The 202-page draft, under the clunky German title of “Kohleverstromungsbeendigungsgesetz” (KVBG) lines up an inching exit from coal by 2038 at the latest.
By that date, all coal-fired power plants and coal mines in Germany should be inactive.
Outside Chancellor Angela Merkel's office, marchers brandished signs reading “Shut off the coal plants NOW” and “Smash (power company) RWE”.
In a slight concession to pressure from the streets, notably the “Fridays for Future” youth movement, the exit timetable could be stepped up to 2035 based on reviews planned for 2026 and 2029.
“What the government is doing is setting in motion a huge and fundamental transformation in our energy supply,” Merkel's spokesman Steffen Seibert told reporters in Berlin.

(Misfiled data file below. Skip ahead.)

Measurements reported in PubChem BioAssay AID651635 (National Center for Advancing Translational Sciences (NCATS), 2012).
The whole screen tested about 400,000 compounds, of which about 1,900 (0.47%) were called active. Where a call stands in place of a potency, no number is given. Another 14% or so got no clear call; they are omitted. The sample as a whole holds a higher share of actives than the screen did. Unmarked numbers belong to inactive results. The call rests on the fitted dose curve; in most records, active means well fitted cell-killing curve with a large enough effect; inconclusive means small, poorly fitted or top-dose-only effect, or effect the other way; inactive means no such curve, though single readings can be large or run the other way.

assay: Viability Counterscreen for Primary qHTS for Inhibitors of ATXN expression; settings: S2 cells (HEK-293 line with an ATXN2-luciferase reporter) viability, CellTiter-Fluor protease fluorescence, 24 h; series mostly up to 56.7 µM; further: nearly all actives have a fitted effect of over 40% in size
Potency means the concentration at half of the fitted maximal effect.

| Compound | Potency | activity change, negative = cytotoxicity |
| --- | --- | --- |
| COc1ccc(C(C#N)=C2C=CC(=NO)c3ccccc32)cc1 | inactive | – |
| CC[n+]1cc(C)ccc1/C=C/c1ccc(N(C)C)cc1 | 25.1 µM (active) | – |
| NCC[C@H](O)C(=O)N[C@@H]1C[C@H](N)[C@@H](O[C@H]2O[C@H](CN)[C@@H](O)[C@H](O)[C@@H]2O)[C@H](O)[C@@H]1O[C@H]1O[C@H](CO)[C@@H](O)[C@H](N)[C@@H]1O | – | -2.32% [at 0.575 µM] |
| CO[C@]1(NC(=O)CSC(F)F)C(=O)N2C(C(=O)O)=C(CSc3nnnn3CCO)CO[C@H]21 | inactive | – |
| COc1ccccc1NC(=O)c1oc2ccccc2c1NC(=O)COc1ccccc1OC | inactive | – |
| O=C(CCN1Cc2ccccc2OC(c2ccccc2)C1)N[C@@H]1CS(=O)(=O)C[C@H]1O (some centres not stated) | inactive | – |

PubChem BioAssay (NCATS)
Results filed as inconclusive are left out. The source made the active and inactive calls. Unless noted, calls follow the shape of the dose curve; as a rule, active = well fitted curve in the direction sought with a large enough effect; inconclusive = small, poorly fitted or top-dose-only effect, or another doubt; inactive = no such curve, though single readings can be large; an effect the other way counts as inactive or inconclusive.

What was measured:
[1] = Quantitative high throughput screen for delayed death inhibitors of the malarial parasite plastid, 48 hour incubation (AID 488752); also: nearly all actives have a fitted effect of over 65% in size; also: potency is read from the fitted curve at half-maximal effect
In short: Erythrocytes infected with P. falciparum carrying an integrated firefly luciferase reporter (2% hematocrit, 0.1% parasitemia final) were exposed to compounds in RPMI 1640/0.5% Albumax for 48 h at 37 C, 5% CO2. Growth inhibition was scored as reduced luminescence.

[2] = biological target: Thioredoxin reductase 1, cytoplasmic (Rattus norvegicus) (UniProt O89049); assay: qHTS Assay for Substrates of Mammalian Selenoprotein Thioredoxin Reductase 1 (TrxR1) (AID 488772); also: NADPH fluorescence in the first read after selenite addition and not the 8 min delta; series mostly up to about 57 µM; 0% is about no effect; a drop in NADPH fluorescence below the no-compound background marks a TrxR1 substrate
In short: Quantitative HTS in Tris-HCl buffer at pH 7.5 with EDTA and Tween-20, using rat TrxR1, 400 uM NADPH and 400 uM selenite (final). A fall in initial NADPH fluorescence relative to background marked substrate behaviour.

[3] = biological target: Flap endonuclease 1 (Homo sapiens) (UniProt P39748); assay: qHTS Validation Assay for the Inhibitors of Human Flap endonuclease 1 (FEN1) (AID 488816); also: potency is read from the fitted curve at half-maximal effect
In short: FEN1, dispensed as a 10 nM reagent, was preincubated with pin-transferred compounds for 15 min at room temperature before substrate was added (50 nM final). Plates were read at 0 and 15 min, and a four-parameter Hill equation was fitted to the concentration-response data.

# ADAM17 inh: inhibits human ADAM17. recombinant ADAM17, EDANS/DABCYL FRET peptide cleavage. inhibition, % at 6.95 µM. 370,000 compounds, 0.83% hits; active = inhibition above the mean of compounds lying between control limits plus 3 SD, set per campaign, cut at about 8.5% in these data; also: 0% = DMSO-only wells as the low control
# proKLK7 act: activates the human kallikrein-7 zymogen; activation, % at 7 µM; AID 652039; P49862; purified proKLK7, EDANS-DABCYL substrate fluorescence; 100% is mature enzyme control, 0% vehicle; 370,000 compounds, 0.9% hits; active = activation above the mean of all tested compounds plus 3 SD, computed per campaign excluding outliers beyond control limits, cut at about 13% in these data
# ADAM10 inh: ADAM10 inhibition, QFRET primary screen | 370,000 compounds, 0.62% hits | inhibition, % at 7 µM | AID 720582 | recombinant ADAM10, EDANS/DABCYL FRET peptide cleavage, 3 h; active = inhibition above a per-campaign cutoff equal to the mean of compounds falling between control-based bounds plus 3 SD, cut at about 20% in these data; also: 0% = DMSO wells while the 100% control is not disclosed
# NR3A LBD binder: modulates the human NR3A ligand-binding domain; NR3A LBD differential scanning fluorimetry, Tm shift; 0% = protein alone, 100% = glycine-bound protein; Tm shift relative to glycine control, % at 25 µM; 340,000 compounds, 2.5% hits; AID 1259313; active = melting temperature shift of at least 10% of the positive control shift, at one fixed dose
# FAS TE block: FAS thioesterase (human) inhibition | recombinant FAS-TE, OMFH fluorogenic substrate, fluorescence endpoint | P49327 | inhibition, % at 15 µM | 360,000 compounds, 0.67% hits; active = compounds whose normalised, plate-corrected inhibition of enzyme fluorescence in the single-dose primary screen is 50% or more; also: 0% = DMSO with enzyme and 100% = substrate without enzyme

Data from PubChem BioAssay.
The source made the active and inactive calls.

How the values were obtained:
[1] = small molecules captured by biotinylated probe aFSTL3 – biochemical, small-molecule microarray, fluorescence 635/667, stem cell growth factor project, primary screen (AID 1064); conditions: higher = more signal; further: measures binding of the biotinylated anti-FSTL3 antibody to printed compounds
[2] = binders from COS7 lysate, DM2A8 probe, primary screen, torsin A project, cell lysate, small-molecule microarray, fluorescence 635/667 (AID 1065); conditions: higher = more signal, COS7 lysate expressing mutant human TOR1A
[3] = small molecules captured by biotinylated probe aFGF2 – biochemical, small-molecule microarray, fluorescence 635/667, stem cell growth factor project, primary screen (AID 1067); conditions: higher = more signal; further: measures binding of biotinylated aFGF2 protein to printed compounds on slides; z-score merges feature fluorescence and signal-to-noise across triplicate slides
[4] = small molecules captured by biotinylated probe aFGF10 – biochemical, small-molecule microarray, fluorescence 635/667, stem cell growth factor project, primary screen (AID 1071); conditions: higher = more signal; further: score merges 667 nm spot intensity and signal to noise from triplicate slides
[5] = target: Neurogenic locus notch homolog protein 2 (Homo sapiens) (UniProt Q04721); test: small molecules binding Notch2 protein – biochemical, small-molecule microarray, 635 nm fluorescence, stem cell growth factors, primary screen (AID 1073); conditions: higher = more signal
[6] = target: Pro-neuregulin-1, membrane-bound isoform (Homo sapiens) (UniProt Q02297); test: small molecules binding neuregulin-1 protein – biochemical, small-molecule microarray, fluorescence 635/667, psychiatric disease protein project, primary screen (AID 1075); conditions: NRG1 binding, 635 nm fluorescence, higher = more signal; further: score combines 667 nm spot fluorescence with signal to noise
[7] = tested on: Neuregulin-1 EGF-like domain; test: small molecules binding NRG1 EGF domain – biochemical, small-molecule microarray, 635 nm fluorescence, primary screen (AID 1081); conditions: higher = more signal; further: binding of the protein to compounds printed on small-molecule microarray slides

That was true “even if some elements of this law are of course debated in the public sphere and criticised,” he added.
Activists and campaign groups such as Greenpeace say the planned law falls far short of what is needed for Germany to fulfil its climate promises.
“We're in the middle of a climate crisis, and it's unjustifiable for the coal plants to keep warming the Earth for another 18 years,” Greenpeace energy sector expert Lisa Göldner said.
“This draft law disdains the hundreds of thousands of voices of young people” who have demonstrated for swift climate action, added Quang Paasch of the Fridays for Future movement.